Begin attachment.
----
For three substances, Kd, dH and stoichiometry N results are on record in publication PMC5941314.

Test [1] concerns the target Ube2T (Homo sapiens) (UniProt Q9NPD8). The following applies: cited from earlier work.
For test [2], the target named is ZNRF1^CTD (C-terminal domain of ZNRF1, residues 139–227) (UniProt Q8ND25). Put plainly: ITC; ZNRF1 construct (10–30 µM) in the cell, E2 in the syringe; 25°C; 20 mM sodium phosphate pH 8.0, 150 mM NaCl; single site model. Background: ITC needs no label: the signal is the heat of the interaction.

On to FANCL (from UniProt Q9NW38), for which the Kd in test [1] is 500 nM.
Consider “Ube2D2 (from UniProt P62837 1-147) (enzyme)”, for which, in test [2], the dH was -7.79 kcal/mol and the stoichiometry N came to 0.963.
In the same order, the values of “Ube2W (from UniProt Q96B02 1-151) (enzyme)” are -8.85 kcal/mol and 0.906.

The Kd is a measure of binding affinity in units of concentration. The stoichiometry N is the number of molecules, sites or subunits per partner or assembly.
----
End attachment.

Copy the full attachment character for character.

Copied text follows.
For three substances, Kd, dH and stoichiometry N results are on record in publication PMC5941314.

Test [1] concerns the target Ube2T (Homo sapiens) (UniProt Q9NPD8). The following applies: cited from earlier work.
For test [2], the target named is ZNRF1^CTD (C-terminal domain of ZNRF1, residues 139–227) (UniProt Q8ND25). Put plainly: ITC; ZNRF1 construct (10–30 µM) in the cell, E2 in the syringe; 25°C; 20 mM sodium phosphate pH 8.0, 150 mM NaCl; single site model. Background: ITC needs no label: the signal is the heat of the interaction.

On to FANCL (from UniProt Q9NW38), for which the Kd in test [1] is 500 nM.
Consider “Ube2D2 (from UniProt P62837 1-147) (enzyme)”, for which, in test [2], the dH was -7.79 kcal/mol and the stoichiometry N came to 0.963.
In the same order, the values of “Ube2W (from UniProt Q96B02 1-151) (enzyme)” are -8.85 kcal/mol and 0.906.

The Kd is a measure of binding affinity in units of concentration. The stoichiometry N is the number of molecules, sites or subunits per partner or assembly.